What are one-dimensional political opinions worth?


A recent opinion piece by Alex Perry suggested a pay wall to raise the wages of The Daily staff. Perry correctly asked the question, “Is what we produce worth paying for?” As a former student who does not currently reside in Illinois and has no journalism training but has published several opinion pieces in The Daily over the years, I offer this perspective: in its current state, i don’t think The Daily is worth paying for.

The main purpose that I read The Daily is to keep me informed of the state of an institution, Northwestern University, with which I have been affiliated for many years and for which I have great affection. Major university events are often covered by Chicago newspapers, such as the Tribune and the Sun-Times. Therefore, one of the strongest incentives to read The Daily is the opinion section. Although biased, it provides useful insight into campus life.

According to the 2019 Diversity Report, the political identification of the Daily’s staff was 55.9% moderate left, 35.5% far left and 4.4% centrist. Thus, only 4.2 percent remained to be moderate right, far right or unidentified. The 2020 and 2021 diversity reports did not disclose updated information on political identification. As little surprise as it may be that few – if any – identified as far-right, it’s astonishing that more than a third identified themselves as far-left. Far-left politics led to massive human extermination – largely due to starvation and executions – around the world during the 20th century.

I believe this imbalance of outlook has been reflected in the opinions section in recent years. Heated debates on busy topics, such as a recent exchange between Deanna Othman and Jonathan Kamel on Zionism, are too rare. As such, it is a disservice to readers and contributors. One-dimensional politics not only tends towards totalitarianism, where those with different options are vilified, but also deprives writers of the opportunity to have their positions challenged. Intellectual rigor demands opposition.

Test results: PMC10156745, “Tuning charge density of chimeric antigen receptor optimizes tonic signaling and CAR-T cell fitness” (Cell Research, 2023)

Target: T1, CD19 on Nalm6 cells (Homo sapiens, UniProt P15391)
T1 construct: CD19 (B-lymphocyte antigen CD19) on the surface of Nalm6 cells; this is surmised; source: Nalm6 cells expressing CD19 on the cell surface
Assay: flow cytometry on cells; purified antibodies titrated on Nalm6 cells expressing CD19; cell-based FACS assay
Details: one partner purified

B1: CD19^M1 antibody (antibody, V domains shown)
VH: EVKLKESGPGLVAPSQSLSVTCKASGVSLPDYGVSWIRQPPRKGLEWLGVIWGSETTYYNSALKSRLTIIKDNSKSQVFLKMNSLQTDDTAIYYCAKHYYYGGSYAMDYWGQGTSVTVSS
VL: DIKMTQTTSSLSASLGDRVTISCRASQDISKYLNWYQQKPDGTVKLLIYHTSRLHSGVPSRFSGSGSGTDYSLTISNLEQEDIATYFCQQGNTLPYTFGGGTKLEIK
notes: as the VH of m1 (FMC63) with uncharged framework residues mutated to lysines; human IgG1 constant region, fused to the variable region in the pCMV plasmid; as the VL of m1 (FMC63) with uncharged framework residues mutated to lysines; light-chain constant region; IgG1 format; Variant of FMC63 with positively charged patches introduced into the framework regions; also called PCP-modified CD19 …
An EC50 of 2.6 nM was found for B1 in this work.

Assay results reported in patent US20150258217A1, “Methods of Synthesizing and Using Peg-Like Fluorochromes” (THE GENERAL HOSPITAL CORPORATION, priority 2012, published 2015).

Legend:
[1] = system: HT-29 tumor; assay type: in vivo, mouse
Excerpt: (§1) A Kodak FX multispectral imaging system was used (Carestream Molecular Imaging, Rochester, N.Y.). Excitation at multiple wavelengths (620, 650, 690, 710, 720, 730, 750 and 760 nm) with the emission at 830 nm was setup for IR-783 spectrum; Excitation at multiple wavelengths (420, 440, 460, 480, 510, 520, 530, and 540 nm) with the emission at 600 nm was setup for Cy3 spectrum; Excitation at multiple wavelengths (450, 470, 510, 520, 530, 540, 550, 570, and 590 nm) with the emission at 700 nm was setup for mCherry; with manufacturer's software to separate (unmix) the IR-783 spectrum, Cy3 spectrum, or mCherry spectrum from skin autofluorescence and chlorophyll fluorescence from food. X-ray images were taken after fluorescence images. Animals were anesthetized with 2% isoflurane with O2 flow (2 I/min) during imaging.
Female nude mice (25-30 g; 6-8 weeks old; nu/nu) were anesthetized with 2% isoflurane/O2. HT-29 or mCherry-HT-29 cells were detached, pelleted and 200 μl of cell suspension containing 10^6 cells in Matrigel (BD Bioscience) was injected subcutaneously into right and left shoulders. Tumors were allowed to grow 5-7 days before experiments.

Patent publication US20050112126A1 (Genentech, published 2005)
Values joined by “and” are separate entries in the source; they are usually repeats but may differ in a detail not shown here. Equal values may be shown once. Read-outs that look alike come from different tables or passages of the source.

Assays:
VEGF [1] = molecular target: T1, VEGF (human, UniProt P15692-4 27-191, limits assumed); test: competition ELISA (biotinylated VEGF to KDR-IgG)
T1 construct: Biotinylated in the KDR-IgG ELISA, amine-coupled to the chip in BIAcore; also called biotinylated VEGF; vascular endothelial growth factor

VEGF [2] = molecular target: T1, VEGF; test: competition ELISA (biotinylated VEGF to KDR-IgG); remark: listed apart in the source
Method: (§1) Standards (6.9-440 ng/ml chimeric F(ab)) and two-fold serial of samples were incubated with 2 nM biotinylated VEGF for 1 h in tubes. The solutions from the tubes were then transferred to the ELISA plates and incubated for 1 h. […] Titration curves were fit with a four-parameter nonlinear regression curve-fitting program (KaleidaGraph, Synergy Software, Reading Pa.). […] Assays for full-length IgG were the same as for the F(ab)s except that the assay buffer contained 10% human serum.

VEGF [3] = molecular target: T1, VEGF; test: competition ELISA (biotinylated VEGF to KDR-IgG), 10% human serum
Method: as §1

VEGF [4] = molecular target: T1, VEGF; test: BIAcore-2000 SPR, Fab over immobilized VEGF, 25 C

Whether a subscription-based model would generate higher revenue than “ads and donations” merits debate. It should also be questioned whether a greater balance in the political identification of staff – to foster a more active and nuanced discussion within the opinion section – would lead to more interest and donations from alumni. Exposure to a variety of positions on important topics of our time is an essential component of higher education. Worth paying for.

Norman C. Wang, McCormick ’94, Feinberg ’98

If you would like to respond publicly to this editorial, send a letter to the editor at [email protected] The opinions expressed in this article do not necessarily reflect the opinions of all staff at The Daily Northwestern.

Related stories:

Perry: Paywall, please!

Kamel: Like most things in life, Zionism is not black and white

Othman: Anti-Zionism is anti-racist, not anti-Semitic



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